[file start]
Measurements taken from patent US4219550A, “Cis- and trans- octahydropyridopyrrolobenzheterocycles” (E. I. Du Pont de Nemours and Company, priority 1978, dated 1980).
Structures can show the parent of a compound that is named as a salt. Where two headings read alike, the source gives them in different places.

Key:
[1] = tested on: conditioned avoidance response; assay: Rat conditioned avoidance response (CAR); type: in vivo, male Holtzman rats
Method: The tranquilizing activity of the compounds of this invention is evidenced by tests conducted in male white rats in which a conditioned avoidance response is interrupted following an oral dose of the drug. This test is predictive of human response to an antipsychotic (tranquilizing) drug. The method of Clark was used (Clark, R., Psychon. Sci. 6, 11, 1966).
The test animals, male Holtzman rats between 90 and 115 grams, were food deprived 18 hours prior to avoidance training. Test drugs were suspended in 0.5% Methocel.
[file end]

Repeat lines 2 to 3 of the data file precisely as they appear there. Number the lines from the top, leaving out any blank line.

Structures can show the parent of a compound that is named as a salt. Where two headings read alike, the source gives them in different places.

Key: